It’s coming. That big event. You know the one I’m talking about... It’s been circled on your calendar for weeks. Every time you see the date, you feel a surge of adrenaline and a tightening in your throat. It’s important and you know it's a big deal, so the pressure to perform well and be your best is high. It might be weeks away, yet you’re already feeling stressed about it. We’ve all been there.
In fact, it’s actually very common. When we view and value something as important, our brains can often overdramatize the event. We begin to view the event as larger than it is, artificially increasing the stakes or consequences and turning the proverbial molehill into a mountain. When we overdramatize, we also tend to see things as more harmful than beneficial. In essence, you begin to view your presentation, meeting, or deadline as a threat.
Not a threat in the traditional sense of harm to life or limb. This threat stems from the perceived harm to your status and your career - harm to how you are perceived by your leadership, peers, and subordinates. When we think of something as a threat, it damages our ability to properly prepare and perform. Think about it: threats are inherently a bad thing. They cause harm, provide little room for growth or learning, and rarely provide any opportunity or feedback beyond surviving through the ordeal. None of that helps you feel confident about preparing or allows you to look forward to the event. Instead, it fills you with a sense of dread, apprehension, and anxiety - none of which are facilitative emotions.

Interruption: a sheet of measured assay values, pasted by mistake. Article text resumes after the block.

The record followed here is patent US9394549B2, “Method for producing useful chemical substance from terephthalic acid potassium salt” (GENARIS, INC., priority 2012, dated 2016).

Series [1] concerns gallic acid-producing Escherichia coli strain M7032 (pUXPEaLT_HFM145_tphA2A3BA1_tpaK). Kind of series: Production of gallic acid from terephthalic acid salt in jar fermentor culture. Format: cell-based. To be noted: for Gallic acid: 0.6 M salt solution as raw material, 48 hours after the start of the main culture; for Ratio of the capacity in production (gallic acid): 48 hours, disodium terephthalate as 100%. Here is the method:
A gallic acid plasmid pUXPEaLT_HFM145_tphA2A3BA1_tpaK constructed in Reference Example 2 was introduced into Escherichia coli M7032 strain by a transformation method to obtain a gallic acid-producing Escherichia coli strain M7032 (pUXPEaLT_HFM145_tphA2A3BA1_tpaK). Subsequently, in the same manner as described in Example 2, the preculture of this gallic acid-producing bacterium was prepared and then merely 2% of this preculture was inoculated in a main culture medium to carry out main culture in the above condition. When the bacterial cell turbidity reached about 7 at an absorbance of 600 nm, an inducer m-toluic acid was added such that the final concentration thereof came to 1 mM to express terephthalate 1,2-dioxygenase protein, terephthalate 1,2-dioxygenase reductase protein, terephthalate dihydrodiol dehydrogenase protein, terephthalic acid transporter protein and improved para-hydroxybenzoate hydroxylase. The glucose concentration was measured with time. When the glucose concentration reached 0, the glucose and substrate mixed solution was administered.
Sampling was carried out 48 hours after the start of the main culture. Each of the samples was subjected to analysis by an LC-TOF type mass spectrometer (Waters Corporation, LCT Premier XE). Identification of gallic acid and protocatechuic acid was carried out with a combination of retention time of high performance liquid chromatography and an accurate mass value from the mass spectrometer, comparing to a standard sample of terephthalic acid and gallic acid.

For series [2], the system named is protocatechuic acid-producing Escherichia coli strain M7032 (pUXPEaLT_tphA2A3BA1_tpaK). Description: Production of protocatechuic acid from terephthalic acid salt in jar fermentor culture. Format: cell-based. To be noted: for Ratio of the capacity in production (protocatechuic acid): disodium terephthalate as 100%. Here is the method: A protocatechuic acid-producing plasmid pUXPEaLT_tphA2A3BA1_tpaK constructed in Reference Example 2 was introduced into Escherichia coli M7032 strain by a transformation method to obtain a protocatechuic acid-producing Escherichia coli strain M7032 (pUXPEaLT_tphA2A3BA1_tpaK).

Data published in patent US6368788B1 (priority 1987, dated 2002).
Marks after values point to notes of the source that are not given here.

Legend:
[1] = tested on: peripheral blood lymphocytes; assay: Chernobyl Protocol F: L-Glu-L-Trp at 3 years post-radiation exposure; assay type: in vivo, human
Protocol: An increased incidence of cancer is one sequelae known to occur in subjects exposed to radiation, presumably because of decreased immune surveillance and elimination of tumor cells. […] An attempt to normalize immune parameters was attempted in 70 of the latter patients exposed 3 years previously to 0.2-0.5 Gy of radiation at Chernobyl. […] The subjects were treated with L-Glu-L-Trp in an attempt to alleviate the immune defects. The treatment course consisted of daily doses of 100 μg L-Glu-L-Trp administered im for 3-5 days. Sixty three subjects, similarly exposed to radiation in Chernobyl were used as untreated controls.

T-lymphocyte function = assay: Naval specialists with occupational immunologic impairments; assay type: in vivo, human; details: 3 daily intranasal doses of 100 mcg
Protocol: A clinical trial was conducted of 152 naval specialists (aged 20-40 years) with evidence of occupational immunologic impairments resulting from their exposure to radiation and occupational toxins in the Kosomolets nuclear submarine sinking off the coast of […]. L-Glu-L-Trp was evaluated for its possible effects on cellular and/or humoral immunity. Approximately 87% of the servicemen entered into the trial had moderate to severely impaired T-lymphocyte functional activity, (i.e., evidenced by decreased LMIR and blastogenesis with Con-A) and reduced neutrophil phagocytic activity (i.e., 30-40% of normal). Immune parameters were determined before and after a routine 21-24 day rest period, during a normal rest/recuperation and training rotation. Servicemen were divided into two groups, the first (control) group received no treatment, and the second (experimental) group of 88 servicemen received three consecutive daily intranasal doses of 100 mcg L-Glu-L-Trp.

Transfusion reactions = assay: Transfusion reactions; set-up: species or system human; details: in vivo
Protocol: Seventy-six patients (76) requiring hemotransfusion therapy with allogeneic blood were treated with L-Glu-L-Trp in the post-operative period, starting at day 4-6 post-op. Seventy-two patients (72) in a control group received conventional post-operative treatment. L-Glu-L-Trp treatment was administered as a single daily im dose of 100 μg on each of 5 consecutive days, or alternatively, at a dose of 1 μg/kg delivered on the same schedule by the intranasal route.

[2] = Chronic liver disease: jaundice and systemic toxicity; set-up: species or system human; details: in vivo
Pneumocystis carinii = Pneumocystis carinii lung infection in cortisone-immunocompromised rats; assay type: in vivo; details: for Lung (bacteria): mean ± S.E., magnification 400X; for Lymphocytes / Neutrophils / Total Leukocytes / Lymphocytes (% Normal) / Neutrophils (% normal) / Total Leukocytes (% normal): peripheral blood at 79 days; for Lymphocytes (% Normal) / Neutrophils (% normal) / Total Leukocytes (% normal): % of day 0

So, what do we do about it and how can we get back to maximizing our impact? It comes down to the Performance Mindset skills of reframing and perspective.
When you start to dive deeper, you realize the problem isn't the importance of the event; the problem is how you view the event. By reframing the way you view your upcoming event, you can start to see it as a challenge instead of a threat. What’s the difference between a threat and a challenge? Everything.
Where a threat is inherently bad, challenges are usually viewed as good or fun. Where threats provide little room for growth or learning, challenges, by nature, drive growth. This growth is what helps you learn how to overcome your next challenge. Where threats produce black or white outcomes, challenges are ripe with the opportunity to see where your preparation has taken you, ultimately giving you feedback on how to improve. When we view something as a challenge, it energizes us and fills us with excitement, eagerness, and a sense of thrill - all of which are very facilitative and action-promoting.
Reframing a threat into a challenge starts by asking yourself some simple questions about the event:
Each of those questions gives you the chance to slow your brain down and create some context around the event. Start by answering these questions, and over time, your brain will begin to view this specific event (and future events) through the same lens. As always, we would love to hear your thoughts.